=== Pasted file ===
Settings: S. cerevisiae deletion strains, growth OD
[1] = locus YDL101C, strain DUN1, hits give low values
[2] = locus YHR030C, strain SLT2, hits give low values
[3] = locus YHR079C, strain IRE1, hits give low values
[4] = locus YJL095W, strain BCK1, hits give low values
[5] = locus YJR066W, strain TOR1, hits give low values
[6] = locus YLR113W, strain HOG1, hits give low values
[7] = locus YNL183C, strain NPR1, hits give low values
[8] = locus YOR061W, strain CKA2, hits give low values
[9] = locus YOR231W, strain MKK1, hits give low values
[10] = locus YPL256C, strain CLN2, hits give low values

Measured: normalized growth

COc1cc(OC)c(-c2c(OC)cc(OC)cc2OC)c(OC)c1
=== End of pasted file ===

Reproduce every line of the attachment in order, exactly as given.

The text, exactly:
Settings: S. cerevisiae deletion strains, growth OD
[1] = locus YDL101C, strain DUN1, hits give low values
[2] = locus YHR030C, strain SLT2, hits give low values
[3] = locus YHR079C, strain IRE1, hits give low values
[4] = locus YJL095W, strain BCK1, hits give low values
[5] = locus YJR066W, strain TOR1, hits give low values
[6] = locus YLR113W, strain HOG1, hits give low values
[7] = locus YNL183C, strain NPR1, hits give low values
[8] = locus YOR061W, strain CKA2, hits give low values
[9] = locus YOR231W, strain MKK1, hits give low values
[10] = locus YPL256C, strain CLN2, hits give low values

Measured: normalized growth

COc1cc(OC)c(-c2c(OC)cc(OC)cc2OC)c(OC)c1